Matcha tea is typically categorized by region. While experts are able to distinguish among the many varieties, certain characteristics are shared by all teas that are called matcha. By definition, in order for a tea to be classified as authentic matcha, there are certain requirements that must be met.
The Definition of Matcha
First, the tea must have been grown and processed entirely in Japan. Powdered tea in and of itself is not exclusive to Japan (remember that the practice of preparing tea using powder was imported from China). However, if it has been either grown or processed in another country, it cannot be considered authentic matcha. This is not to say that non-Japanese tea is without merit, but that it should be considered as something different altogether. Much in the same way that genuine Kobe beef is limited to a certain region, real matcha is strictly a "Made in Japan" affair.
Another requirement of any tea listed under the category of matcha is that it must be produced from tencha (碾茶) leaves, which fall under the umbrella of gyokuro (玉露), shade-grown green tea leaves prized for their high quality. Powdered teas that have not been made from ground tencha are known as konacha (粉茶).
A lack of direct sunlight stimulates increased production of chlorophyll, the molecule responsible for the green pigment in plants. As such, in comparison to tea that has been grown under direct sunlight, namely sencha (煎茶), the shade-grown tencha teas are known to be much brighter in color. A vibrant green color is a hallmark of true matcha.
It's worth noting that the amount of sunlight a tea plant receives is inversely proportional to its caffeine content; this means that shade-grown teas such as gyokuro are higher in caffeine than those exposed directly to the sun.
Matcha can also be added to other types of green tea, such as sencha or genmaicha (a green tea blended with roasted brown rice). This is denoted by the phrase 'matcha iri' (抹茶入り), which means that matcha has been added. Matcha iri teas can be found in loose leaf or tea bag form. A leaf blend made with matcha makes for a bold, premium grade tea, while still being convenient and relatively inexpensive.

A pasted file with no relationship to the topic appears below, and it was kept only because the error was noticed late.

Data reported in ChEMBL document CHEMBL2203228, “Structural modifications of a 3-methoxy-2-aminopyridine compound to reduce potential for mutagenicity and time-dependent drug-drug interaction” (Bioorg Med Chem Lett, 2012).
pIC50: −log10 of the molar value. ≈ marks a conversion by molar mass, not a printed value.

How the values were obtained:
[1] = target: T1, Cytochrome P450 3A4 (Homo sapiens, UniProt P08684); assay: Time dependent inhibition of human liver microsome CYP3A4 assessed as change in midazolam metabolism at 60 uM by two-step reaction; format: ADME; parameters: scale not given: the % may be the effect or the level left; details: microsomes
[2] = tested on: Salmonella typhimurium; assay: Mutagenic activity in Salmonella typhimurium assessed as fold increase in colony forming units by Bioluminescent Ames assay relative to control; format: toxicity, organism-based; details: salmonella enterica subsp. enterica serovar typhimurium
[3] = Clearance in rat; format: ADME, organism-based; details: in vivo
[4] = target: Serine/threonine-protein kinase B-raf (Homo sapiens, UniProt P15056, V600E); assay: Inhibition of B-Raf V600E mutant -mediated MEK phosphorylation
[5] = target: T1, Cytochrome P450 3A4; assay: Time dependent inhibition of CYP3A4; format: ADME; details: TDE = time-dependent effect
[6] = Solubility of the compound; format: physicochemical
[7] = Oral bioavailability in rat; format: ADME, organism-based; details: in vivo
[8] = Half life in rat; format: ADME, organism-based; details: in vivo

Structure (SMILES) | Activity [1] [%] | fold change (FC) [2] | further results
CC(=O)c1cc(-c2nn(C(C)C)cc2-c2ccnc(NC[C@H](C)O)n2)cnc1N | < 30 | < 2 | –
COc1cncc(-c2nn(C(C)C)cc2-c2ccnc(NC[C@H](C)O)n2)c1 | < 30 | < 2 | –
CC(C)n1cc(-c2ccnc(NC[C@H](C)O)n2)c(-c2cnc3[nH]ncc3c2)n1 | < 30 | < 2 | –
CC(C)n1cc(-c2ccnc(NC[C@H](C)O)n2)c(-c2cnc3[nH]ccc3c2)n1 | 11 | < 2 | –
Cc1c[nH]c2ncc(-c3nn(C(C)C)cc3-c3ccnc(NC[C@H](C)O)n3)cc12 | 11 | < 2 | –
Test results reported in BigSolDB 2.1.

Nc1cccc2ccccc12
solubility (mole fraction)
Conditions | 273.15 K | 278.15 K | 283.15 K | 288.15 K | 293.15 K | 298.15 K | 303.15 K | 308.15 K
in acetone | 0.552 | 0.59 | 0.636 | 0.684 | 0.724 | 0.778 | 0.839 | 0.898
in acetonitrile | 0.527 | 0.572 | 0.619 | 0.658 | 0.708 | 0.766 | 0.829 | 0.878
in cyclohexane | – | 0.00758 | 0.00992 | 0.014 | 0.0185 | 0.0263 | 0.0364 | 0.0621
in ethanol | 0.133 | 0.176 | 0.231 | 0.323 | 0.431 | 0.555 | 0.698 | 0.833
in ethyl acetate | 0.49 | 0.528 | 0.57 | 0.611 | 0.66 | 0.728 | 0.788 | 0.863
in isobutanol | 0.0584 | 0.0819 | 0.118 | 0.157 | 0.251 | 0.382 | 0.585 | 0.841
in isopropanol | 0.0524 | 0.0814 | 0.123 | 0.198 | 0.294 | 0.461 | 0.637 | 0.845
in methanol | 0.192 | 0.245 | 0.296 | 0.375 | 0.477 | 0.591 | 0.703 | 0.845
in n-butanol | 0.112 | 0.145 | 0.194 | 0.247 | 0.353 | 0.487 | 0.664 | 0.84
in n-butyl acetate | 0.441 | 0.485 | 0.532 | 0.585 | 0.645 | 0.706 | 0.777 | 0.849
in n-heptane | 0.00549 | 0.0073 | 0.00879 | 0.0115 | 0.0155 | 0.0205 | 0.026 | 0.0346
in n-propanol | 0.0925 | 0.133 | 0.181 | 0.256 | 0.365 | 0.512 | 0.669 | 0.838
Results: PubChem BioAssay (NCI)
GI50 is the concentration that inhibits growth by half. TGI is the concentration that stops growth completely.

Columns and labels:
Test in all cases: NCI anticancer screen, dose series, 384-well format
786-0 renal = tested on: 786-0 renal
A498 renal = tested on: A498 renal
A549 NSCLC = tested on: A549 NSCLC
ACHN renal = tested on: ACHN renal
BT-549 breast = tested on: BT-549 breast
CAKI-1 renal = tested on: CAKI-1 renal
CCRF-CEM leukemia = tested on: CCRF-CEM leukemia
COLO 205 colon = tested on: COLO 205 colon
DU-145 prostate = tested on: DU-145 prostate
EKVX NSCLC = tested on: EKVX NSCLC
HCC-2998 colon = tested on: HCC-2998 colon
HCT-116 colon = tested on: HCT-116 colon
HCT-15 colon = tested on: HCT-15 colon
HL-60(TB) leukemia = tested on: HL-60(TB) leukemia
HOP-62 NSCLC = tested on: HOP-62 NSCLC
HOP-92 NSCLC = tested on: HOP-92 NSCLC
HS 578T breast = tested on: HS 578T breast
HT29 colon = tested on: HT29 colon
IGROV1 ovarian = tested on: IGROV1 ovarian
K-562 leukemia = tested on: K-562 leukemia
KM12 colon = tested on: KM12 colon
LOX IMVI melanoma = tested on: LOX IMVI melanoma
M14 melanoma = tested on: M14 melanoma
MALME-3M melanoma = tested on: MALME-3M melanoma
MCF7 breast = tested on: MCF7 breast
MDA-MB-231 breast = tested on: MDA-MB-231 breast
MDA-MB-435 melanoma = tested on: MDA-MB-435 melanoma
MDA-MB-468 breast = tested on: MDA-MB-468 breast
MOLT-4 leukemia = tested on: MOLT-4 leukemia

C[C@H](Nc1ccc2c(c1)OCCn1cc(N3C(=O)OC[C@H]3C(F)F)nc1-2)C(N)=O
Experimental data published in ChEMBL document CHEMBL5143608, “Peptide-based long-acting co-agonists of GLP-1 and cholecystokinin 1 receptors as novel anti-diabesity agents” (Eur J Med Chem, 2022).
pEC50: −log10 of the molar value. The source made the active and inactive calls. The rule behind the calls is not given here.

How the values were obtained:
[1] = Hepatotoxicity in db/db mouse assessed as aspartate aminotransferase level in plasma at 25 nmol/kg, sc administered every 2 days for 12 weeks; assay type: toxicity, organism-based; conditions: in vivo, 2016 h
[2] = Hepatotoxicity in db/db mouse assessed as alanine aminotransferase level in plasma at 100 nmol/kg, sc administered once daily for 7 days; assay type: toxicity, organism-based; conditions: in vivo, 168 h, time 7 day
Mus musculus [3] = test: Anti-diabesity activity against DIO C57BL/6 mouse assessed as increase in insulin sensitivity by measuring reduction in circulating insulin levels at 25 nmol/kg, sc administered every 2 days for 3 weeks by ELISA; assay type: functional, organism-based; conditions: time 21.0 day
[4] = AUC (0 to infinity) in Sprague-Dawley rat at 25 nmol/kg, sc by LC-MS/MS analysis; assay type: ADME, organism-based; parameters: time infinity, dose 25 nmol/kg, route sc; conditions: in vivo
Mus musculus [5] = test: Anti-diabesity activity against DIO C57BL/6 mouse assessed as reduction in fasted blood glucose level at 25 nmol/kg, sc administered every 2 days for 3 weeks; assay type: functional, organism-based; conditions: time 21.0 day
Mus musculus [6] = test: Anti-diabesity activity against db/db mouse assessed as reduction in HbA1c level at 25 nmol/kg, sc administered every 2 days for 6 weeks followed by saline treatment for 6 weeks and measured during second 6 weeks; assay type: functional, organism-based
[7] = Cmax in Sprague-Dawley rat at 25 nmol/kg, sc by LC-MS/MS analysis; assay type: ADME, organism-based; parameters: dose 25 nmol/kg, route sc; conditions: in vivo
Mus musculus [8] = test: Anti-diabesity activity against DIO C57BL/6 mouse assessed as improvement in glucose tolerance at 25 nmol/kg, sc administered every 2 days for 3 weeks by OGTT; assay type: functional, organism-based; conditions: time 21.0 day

Tea By Region
There are a few areas that are particularly renowned for producing the best matcha in Japan:
- Uji, Kyoto
- Nishio, Aichi
- Fuji, Shizuoka
Nishio in Aichi Prefecture is also one of the leading sources of matcha, responsible for an estimated 60% of the matcha sold in Japan. However, only Uji and Shizuoka can claim the special honor of not only being two of the most notable producers of matcha, but being named among the Top 3 Big Teas in Japan (日本三大茶 nihon dai san cha).
Of all the matcha produced in Japan, Uji Matcha (宇治抹茶) is arguably considered to be the finest. The region's hilly terrain, high quality soil, mild temperatures, and prevalent mist all contribute to what many call the most excellent matcha in the world.
Koicha vs. Usucha: The Thick and Thin of Matcha Tea
Another way of classifying matcha is by viscosity. Once fully prepared, the drink can be described as either koicha (濃茶), meaning 'thick tea,' or in the case of a weaker, 'thinner' tea, usucha (薄茶).
Koicha is almost exclusively made with higher grade matcha, the leaves of which have been harvested from plants no younger than 30 years of age. Another distinction is that it is prepared with a higher powder to liquid ratio than usucha. The flavor can be described as intense, rich, and mellow, and is noticeably thicker than other teas. This is a premium, ceremonial grade matcha, with a price tag to match.
Conversely, usucha is prepared with matcha made from leaves of younger trees, and a significantly smaller concentration of powder. The tea is relatively inexpensive, with a lighter, slightly bitter taste.
Chamei - The Poetry of Tea Names
In the world of Japanese tea, the naming of a matcha is not taken lightly. Naming traditions involving 'chamei' have been part of tea traditions for centuries. To be clear, the word 'chamei' refers to two distinct names. (The two words have the same pronunciation in Japanese, but are actually written using different kanji.)
1. Blend - Chamei (茶銘): This refers to the name given to a blend of matcha. The tea naming tradition began in the mid-16th century, during Japan's Muromachi period in Uji, Kyoto. A matcha's chamei may be given by its plantation, shop, blend creator, or a tea ceremony grand master. A blend that is named by a grand master (iemoto) is known as their favored blend, or konomi.
2. Tea Ceremony Practitioner - Chamei (茶名): Chamei are also the names given to the tea ceremony practitioners themselves. After studying the art of tea in a school, truly advanced students may be given a 'tea name' by which they are known in the tea world. The names are often associated with elements related to nature, such as animals, plants, or the seasons, or they may be related to Buddhism, or sometimes personal characteristics. One common bond among all chamei bestowed upon practitioners is that they are quite poetic, fitting well with the idea of tea ceremony as a form of art.